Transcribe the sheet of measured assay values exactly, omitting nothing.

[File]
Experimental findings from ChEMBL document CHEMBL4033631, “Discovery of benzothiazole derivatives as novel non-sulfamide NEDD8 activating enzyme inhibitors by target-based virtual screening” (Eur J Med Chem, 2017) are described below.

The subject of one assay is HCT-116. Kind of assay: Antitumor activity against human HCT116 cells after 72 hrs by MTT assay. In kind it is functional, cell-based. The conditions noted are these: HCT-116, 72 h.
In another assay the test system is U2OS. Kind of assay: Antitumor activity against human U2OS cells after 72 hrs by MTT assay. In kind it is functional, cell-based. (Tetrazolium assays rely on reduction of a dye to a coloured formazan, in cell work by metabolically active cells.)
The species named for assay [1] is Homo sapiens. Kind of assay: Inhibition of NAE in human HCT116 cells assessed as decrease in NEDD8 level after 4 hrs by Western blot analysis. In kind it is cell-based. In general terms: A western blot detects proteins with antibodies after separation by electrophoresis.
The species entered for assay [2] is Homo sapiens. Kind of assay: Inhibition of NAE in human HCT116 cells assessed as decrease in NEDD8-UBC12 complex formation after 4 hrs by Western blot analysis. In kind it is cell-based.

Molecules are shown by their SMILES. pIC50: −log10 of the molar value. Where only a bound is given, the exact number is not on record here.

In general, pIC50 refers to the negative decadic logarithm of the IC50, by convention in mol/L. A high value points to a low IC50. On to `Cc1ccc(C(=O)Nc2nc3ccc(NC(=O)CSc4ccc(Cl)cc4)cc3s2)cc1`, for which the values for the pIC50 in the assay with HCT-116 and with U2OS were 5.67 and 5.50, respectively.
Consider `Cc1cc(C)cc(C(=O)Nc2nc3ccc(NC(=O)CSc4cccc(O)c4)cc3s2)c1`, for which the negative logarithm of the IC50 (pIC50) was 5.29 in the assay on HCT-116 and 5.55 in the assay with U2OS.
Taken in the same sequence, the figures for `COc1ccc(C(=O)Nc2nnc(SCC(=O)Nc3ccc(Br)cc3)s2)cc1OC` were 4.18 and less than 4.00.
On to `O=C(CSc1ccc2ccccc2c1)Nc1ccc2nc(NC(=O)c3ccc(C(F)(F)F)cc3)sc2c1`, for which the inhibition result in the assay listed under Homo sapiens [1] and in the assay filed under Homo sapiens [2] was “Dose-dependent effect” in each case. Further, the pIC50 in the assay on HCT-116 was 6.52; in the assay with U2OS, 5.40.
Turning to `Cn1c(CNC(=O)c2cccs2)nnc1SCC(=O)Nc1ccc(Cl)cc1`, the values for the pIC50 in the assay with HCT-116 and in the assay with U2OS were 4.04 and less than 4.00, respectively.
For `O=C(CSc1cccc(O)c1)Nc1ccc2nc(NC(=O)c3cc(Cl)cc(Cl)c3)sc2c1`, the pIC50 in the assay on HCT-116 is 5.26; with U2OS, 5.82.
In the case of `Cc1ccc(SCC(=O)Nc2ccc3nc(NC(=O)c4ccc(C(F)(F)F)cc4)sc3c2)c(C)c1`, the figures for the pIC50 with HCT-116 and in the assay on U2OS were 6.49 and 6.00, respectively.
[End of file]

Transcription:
Experimental findings from ChEMBL document CHEMBL4033631, “Discovery of benzothiazole derivatives as novel non-sulfamide NEDD8 activating enzyme inhibitors by target-based virtual screening” (Eur J Med Chem, 2017) are described below.

The subject of one assay is HCT-116. Kind of assay: Antitumor activity against human HCT116 cells after 72 hrs by MTT assay. In kind it is functional, cell-based. The conditions noted are these: HCT-116, 72 h.
In another assay the test system is U2OS. Kind of assay: Antitumor activity against human U2OS cells after 72 hrs by MTT assay. In kind it is functional, cell-based. (Tetrazolium assays rely on reduction of a dye to a coloured formazan, in cell work by metabolically active cells.)
The species named for assay [1] is Homo sapiens. Kind of assay: Inhibition of NAE in human HCT116 cells assessed as decrease in NEDD8 level after 4 hrs by Western blot analysis. In kind it is cell-based. In general terms: A western blot detects proteins with antibodies after separation by electrophoresis.
The species entered for assay [2] is Homo sapiens. Kind of assay: Inhibition of NAE in human HCT116 cells assessed as decrease in NEDD8-UBC12 complex formation after 4 hrs by Western blot analysis. In kind it is cell-based.

Molecules are shown by their SMILES. pIC50: −log10 of the molar value. Where only a bound is given, the exact number is not on record here.

In general, pIC50 refers to the negative decadic logarithm of the IC50, by convention in mol/L. A high value points to a low IC50. On to `Cc1ccc(C(=O)Nc2nc3ccc(NC(=O)CSc4ccc(Cl)cc4)cc3s2)cc1`, for which the values for the pIC50 in the assay with HCT-116 and with U2OS were 5.67 and 5.50, respectively.
Consider `Cc1cc(C)cc(C(=O)Nc2nc3ccc(NC(=O)CSc4cccc(O)c4)cc3s2)c1`, for which the negative logarithm of the IC50 (pIC50) was 5.29 in the assay on HCT-116 and 5.55 in the assay with U2OS.
Taken in the same sequence, the figures for `COc1ccc(C(=O)Nc2nnc(SCC(=O)Nc3ccc(Br)cc3)s2)cc1OC` were 4.18 and less than 4.00.
On to `O=C(CSc1ccc2ccccc2c1)Nc1ccc2nc(NC(=O)c3ccc(C(F)(F)F)cc3)sc2c1`, for which the inhibition result in the assay listed under Homo sapiens [1] and in the assay filed under Homo sapiens [2] was “Dose-dependent effect” in each case. Further, the pIC50 in the assay on HCT-116 was 6.52; in the assay with U2OS, 5.40.
Turning to `Cn1c(CNC(=O)c2cccs2)nnc1SCC(=O)Nc1ccc(Cl)cc1`, the values for the pIC50 in the assay with HCT-116 and in the assay with U2OS were 4.04 and less than 4.00, respectively.
For `O=C(CSc1cccc(O)c1)Nc1ccc2nc(NC(=O)c3cc(Cl)cc(Cl)c3)sc2c1`, the pIC50 in the assay on HCT-116 is 5.26; with U2OS, 5.82.
In the case of `Cc1ccc(SCC(=O)Nc2ccc3nc(NC(=O)c4ccc(C(F)(F)F)cc4)sc3c2)c(C)c1`, the figures for the pIC50 with HCT-116 and in the assay on U2OS were 6.49 and 6.00, respectively.